11. Re: Ladder Theory Criticism:I have lots of male friends who would never think of me that way blah blah blah. Answer:Your friend doesn't find you attractive, or he's currently doing better, or he's gay or you're wrong. Criticism:That's not true Answer:Yes it is. :frog:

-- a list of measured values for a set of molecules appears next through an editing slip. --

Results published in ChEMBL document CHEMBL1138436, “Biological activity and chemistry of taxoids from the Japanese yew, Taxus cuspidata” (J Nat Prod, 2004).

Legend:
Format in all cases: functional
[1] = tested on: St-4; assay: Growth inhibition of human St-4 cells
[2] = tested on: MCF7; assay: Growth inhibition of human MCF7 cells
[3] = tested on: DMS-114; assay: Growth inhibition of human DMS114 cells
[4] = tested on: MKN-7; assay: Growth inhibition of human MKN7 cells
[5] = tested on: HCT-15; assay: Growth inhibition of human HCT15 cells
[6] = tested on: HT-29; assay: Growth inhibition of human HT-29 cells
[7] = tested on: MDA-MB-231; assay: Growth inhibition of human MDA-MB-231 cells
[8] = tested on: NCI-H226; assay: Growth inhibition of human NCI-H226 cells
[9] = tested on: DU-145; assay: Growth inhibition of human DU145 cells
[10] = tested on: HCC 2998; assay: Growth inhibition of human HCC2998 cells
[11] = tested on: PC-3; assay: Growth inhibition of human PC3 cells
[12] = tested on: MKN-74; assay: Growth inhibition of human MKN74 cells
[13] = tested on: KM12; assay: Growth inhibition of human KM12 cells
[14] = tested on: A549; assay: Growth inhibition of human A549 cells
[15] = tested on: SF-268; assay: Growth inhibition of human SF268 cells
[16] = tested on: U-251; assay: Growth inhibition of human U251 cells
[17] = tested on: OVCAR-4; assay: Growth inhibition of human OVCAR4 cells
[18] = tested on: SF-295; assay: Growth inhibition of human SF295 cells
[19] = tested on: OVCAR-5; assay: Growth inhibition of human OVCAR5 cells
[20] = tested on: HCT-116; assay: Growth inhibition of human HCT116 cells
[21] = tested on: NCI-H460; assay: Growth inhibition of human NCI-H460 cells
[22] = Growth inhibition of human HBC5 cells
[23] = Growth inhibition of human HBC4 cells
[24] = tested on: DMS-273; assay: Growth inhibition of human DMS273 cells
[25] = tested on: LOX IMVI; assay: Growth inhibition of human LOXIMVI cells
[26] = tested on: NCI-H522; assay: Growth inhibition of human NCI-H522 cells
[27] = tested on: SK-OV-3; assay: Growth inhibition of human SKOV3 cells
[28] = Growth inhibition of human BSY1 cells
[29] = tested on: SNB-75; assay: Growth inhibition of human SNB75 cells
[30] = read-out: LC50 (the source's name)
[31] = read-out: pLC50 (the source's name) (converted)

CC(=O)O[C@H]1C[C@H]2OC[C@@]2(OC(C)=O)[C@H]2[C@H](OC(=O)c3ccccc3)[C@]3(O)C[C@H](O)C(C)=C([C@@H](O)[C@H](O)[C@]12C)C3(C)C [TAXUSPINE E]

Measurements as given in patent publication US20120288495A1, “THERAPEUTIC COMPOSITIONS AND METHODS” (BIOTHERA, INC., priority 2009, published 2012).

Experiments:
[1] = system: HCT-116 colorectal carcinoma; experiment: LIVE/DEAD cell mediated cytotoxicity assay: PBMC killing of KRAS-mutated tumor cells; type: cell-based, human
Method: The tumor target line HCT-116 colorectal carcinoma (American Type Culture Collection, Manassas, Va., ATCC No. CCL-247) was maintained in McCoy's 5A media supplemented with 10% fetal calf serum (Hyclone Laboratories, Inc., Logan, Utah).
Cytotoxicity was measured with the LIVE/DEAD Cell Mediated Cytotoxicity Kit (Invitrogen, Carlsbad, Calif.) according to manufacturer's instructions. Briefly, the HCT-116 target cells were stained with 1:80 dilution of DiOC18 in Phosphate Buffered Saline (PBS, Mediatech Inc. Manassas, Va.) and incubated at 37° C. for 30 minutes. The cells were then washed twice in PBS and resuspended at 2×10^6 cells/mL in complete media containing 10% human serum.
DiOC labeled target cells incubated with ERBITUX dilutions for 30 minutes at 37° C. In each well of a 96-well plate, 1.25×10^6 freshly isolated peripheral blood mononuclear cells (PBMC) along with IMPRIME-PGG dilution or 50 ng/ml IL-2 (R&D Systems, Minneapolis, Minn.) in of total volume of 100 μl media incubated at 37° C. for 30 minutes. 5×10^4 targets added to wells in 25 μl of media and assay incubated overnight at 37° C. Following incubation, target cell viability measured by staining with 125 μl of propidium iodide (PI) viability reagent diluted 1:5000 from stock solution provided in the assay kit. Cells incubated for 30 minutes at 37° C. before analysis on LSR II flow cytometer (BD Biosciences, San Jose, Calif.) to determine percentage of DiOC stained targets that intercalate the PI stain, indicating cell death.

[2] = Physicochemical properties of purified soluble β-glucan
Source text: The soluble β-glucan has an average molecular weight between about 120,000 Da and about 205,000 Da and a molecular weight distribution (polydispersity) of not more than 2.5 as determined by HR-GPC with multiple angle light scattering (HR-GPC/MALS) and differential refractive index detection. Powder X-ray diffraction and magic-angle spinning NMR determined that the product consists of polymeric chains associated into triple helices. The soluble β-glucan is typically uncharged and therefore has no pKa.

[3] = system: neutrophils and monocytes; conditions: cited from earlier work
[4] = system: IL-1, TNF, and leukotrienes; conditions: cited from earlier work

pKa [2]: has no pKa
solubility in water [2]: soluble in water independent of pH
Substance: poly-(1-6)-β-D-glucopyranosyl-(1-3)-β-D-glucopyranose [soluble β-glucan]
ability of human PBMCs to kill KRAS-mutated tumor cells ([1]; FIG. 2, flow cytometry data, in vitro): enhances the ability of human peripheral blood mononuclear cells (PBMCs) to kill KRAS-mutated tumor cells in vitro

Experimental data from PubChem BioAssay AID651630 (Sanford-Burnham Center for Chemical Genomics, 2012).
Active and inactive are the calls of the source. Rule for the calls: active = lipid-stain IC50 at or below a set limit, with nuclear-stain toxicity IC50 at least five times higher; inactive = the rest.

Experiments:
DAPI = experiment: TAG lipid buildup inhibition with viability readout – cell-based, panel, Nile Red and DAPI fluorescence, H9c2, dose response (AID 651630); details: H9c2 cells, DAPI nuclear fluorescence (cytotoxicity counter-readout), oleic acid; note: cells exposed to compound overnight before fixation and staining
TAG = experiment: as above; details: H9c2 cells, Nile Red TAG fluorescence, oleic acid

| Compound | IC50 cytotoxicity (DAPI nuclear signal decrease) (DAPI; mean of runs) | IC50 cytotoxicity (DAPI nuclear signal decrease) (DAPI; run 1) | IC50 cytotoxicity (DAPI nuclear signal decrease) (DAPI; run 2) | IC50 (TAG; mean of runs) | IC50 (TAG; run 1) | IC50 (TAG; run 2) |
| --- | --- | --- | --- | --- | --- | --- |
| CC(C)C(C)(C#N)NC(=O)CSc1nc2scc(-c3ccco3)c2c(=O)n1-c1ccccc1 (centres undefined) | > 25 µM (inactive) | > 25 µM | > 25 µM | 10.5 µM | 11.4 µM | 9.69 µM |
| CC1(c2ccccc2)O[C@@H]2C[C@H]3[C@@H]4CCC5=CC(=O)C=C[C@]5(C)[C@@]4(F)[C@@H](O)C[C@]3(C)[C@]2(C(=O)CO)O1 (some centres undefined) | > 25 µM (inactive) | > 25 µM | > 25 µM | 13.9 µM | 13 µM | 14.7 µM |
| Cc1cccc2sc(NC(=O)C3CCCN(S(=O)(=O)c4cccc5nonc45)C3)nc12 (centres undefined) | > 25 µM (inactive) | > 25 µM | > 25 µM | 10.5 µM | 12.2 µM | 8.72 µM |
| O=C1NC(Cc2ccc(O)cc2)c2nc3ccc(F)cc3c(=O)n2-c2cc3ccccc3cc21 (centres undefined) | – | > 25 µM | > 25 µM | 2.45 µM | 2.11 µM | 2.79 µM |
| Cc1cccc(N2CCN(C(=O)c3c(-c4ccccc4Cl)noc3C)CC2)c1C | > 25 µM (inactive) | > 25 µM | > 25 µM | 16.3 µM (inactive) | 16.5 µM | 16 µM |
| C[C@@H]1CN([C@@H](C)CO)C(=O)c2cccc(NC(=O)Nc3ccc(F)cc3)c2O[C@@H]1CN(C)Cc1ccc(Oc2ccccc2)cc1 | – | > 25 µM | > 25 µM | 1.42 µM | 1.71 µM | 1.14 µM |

12. State of the Art: Hand-Helds That Offer Video to Go March 11, 2004 By DAVID POGUE IF you hadn't noticed, audio inventions are inevitably followed by corresponding video versions. Radio begat TV; audio tape begat videotape; CD's begat DVD's. It was only a matter of time, then, before it occurred to somebody to invent, for want of a better term, the video iPod: a hand-held personal-entertainment gizmo with a color screen capable of playing movies. That idea has certainly occurred to Microsoft. At the Consumer Electronics Show in January, Bill Gates demonstrated prototypes of something un-catchily named the Microsoft Portable Media Center. Creative Labs, iRiver, Samsung, Sanyo and ViewSonic all intend to unveil Microsoft-based video players by year's end. But you don't have to wait. Two hand-held video players are already on the market, each marching to its own non-Microsoft drummer: the Archos AV320 and the RCA Lyra RD2780. You can find them online for $336 and $420, respectively, not bad considering that music-only players with the same capacity (20 gigabytes) cost about $300. Now, video players will never be quite the smash hit that audio players have been. One significant difference is that there aren't as many times and places for using one. For example, it's O.K. to listen to music as you drive, jog or perform surgery, but probably not such a great idea to watch movies. You have to load your player with video a lot more often, too; you might listen to a favorite song 100 times in your life, but you probably have a lower tolerance for repeated viewings of, say, "2 Fast 2 Furious." Still, the video pod concept has much to offer. Such a device can turn any airline into JetBlue, with its personal seat-back TV screens, except that you control what's available and you don't miss the ending of "Friends" when the guy in front of you reclines into your lap. When you finally get to your secluded vacation cabin, you can hook the video pod up to a TV for a whole weekend of VHS-quality movie viewing. The Lyra even has a Compact Flash card slot, so when you've filled up your digital camera with nature photos, you can empty out the memory card onto the player and return to the field, ready for more shooting. In many ways, the Archos and the Lyra video players are two peas in an electronics store. Each is an 11- or 12-ounce rectangular slab too big and too heavy for a pocket. The Lyra is thinner but longer (5.4 inches by 3.1 inches by 1 inch); the Archos is smaller but thicker (4.4 by 3.2 by 1.2). The bright, clear color screen measures 3.5 inches (Lyra) or 3.8 inches diagonally (the Archos). A permanent rechargeable battery plays video for a little over three hours; the Archos provides 10 hours of music playback by shutting off its screen (a feature RCA plans to add to the Lyra in a software update later this month). Inside, a 20-gigabyte hard drive holds about 20 movies, 5,000 songs, or 200,000 photos. (The Archos is available in 40- and 80-gigabyte models for those who feel constrained by that repressive 200,000-picture limit.) A home screen shows icons for the player's contents: Video, Audio, Photos, and Files, for example. (Oh, that's right - you can use a video pod as an external hard drive for transporting Mac or PC files back and forth.) Using a cheap-feeling, often-exasperating plastic joystick next to the screen, you open the "folder" you want, choose a song, picture or movie, and then press Play. So how did those songs, pictures and movies get onto the machine to begin with? When you hook the player up to a Mac or PC with a U.S.B. 2.0 cable, the player appears on the screen as though it's a hard drive; you drag your pictures and music into the corresponding folders. (The Archos can also use a special FireWire cable, although the company has the gall to charge $60 for it.) Getting video onto the player is a more complicated story. The easiest way is to use the video pod as a glorified VCR, using its Record button. As your VCR, camcorder or TiVo plays, the player records its video feed in real time. The Archos can even record from commercial tapes and DVD's. (The RCA is designed to prevent that sort of lawyer bait, although the Web is full of workarounds.) If you prefer to transfer video directly from your Mac or PC - a movie you've made, for example, or one you've downloaded - buckle your seat belts; it's going to be a geeky ride. These machines require something called MPEG-4-encoded Divx 4 or 5 files. Converting movie files into this special format requires special software - Archos provides it, RCA does not - and a good deal of technical expertise. Nobody ever said that 1.0 versions of anything are perfect, but that's especially true of the Lyra, whose software is appallingly half-baked. Many actions - trying to adjust the brightness of a photo, change the graphic equalizer or push the joystick up or down - produce only a message that says: "Feature will be available in future upgrades. Visit rca.com/lyra for details." RCA has indeed released several software upgrades since the machine's debut in November, but Lyra owners online (including some of those posting reviews at Amazon.com) grumble that they've paid for the privilege of doing RCA's beta-testing. Apparently trying to compensate, RCA includes an especially generous assortment of accessories right in the box: a carrying case, cigarette-lighter adapter, and even an adapter that plays the music or soundtrack through your car's cassette player. You feel as though you've just bought a car with the most expensive options package and then, when you step on the brake at 65 miles an hour, a message says, "Feature will be available in future upgrades." Nor is that the only surprising lapse in the Lyra's design. The whole operating system is, to use the technical term, dog slow; you'll practically spend as much time looking at the hourglass icon as at your movies. Dark scenes in movies frequently fall apart into bursts of pixel crumbs. There's no Back button, so if you want to change songs or movies, you must return to the main menu screen and begin drilling down again. You don't get an instruction book, not even on a CD. (You're told to download the electronic manual from the Web.) In short, Lyra self-help groups are surely forming in church basements all around the country. The Archos player lacks those particular inanities, and even offers perks like a remote control and a built-in microphone for voice notes, but it's not perfect, either. It could really use something like the Lyra's kickstand to hold it upright on a table. The various input and output jacks on the player's edges are labeled, but on a different face of the device; more than once, you'll inadvertently stick the headphones into the identical-looking microphone jack. Similarly, onscreen labels often appear to identify the changing functions of the three vertically stacked physical control buttons, but the labels are arrayed across the bottom of the screen, rather than vertically beside the buttons themselves. Make no mistake: it's quite a technical feat to build a personal video player that does so much and costs so little. And compared with, say, personal DVD players, these early players cost less and take up a lot less space; they also offer recording features and play a lot more than just Hollywood movies. Apparently, adding polish and coherence to this seething mass of features is an even greater feat, however. RCA ought to send the young Lyra to its room without supper, so that it can think about what it means to be a well-behaved video pod. Archos, on the other hand, has the first truly usable video pod on its hands - a little rough in spots, but otherwise ready for prime time. Alas, that prime time may be only a short time. You know how, near the end of "The Lord of the Rings: The Return of the King," Aragorn and his tiny band take a hopeless, desperate stand against the vast Orc armies that pour from evil Sauron's gates? As RCA and Archos watch Microsoft's own video-pod armies amassing behind a different sort of Gates, they probably know exactly how Aragorn felt. http://www.nytimes.com/2004/03/11/technolo...670cf765694054b